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Shevlin Park and Phil’s Trail prescribed fires to be coordinated

April 5, 2018

A 94-acre prescribed fire will be scheduled for Shevlin Park in spring 2018 in conjunction with a prescribed fire on the Deschutes National Forest near Phil’s Trailhead on the same day.

Bend Park and Recreation District is working closely with the U.S. Forest Service on the exact timing of the prescribed fires this spring. Currently, tentative plans call for a one- or two-day prescribed fire between April 9 and June 5. These dates are subject to weather conditions and final preparations for the sites.

To maintain and restore forest health and reduce the potential negative effects of a severe wildfire in Shevlin Park, Bend Park and Recreation District is utilizing prescribed fire as part of its vegetation management plan for the park.

The prescribed fire area is located in the recently expanded area of Shevlin Park near the Tree Farm development.  This is on the east (Bend) side of Tumalo Creek.

Signage is in place to inform park visitors about the upcoming fire and impact to park users. When a burn day is selected, staff will also be on-site at key trailheads to alert anyone about the fire and areas to be avoided. On the day of the prescribed fire, Shevlin Park will be closed.

The Deschutes National Forest will lead the burn with support and assistance from the District’s Natural Resources team.

The prescribed fire should be completed in a day or two. Once it is safe to reopen the park, signage will be removed and areas will be available for recreation.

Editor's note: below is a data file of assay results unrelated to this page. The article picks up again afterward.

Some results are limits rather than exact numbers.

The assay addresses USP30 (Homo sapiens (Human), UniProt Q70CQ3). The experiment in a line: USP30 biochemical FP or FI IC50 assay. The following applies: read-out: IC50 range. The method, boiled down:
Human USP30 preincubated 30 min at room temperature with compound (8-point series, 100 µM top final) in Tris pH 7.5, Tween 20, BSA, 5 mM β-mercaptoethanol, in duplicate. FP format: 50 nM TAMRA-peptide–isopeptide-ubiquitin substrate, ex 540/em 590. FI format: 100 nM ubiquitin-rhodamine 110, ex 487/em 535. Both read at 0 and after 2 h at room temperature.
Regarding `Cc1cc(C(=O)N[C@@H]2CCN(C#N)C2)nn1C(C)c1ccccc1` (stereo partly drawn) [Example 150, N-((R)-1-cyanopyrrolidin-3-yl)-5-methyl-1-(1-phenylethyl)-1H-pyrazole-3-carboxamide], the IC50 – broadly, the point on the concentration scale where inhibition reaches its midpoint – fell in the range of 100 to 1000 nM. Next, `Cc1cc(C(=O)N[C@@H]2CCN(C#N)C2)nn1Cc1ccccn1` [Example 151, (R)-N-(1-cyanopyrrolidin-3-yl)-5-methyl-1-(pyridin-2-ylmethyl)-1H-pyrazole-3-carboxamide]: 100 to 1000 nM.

The public is encouraged to close their windows at night and if smoke is on the roadway, turn on headlights and slow down while traveling through smoky areas. While significant preventive measures are taken, many factors influence a person’s susceptibility to smoke, including severity and duration of smoke exposure and a person’s health. If individuals feel impacted by smoke, they should avoid outdoor physical exertion and remain indoors. If people experience serious health impacts from the smoke, they should contact their doctor.

For more information about smoke and health, visit the Oregon Health Authority recommendations, http://www.oregon.gov/oha/PH/Preparedness/Prepare/Pages/PrepareForWildfire.aspx#health

Fuels specialists will follow policies outlined in the Oregon Department of Forestry smoke management plan, which governs prescribed fires (including pile burning), and attempts to minimize impacts to visibility and public health.

Most smoke should move out of the area within a day or two.

Firefighters will monitor the area for several days following the burn.

For more information, visit www.bendparksandrec.org/about/maintenance/fire-management/.